We each took our first showers before dressing for dinner in the dining room. We had a tub in our bathroom. Grab bars were well placed for getting into and out of the shower. It was a blessing to not have to worry about water all over the floor of the bathroom, but tall people would have a problem with this shower. From tub floor to ceiling was about 6’7”. We saw a lot of guys taller than that roaming the ship.
Dinner in the dining room was a pleasant affair with some good food. Judy had the “always available” roast prime rib. She said it was good. I had shrimp and grits. It was the first time I have ever had okra in shrimp and grits. It was thick, tough and slimy. I picked it out and put it aside. The rest was good. Overall, the dining room menu ran to the exotic with an emphasis on raw protein. I would have preferred a menu a little less exotic, but I found something each night that was acceptable. As to taste and texture, it was acceptable to good, but nothing struck me as something to rave about or even to order again.
After dinner, we took pictures of a beautiful sunset and went to the first production show. The singers showed off their big voices with no flat or pinched off notes. After the show we met Diane. By the third night we had our regular seats.
Rise and shine at 6:30AM. We had a snack in the Lido and breakfast in the dining room. I recommend the Denver omelet. We made it on time to the Cruise Critic meet and greet at 10:00. The conversation was lively, but overall we had less contact with the Cruise Critic people than we had on some previous cruises.
We had lunch in the dining room. The artichoke dip and the onion soup were very good. Service was quick. I played duplicate bridge all afternoon. The play was at a fairly high level but everyone was nice to each other. No one was out for blood. The players were about evenly divided between pick-up partners and husband and wife pairs. The pairs well known to each other had a significant advantage over the pick-up pairs on the first day. By the end of the cruise, this advantage was not so pronounced.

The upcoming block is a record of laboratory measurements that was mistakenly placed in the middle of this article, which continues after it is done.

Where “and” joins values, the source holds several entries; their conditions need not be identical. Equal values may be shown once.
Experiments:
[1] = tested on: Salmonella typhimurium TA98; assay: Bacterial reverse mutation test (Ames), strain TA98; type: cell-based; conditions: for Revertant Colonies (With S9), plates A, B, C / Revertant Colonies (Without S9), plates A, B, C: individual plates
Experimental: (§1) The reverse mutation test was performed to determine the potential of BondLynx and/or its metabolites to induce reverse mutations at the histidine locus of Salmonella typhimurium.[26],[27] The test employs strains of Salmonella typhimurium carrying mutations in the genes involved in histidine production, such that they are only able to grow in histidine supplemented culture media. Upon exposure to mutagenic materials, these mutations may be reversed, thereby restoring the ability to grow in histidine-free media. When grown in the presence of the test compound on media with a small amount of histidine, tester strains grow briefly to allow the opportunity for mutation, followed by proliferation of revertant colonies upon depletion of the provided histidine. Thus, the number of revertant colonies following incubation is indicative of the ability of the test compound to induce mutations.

Judy played trivia with a pick up team. That first day, before she joined the team, the team got four points out of 17. Things got better as days went by.
We got our first laundry back before dinner and I got my shined shoes back. This is a nice feature on HAL. Leave your shoes in the basket before bed turn-down at night and get them back shined before dinner. My dress shoes looked good for formal night. These shoes are 20 years old. I wear them to church, weddings and funerals during the year. They get polished about once a year. So to get them done on a HAL ship is good.
Formal night got us a little extra quality in the dining room. Pineapple Boat, Arugula Salad, and chocolate soufflé were all good.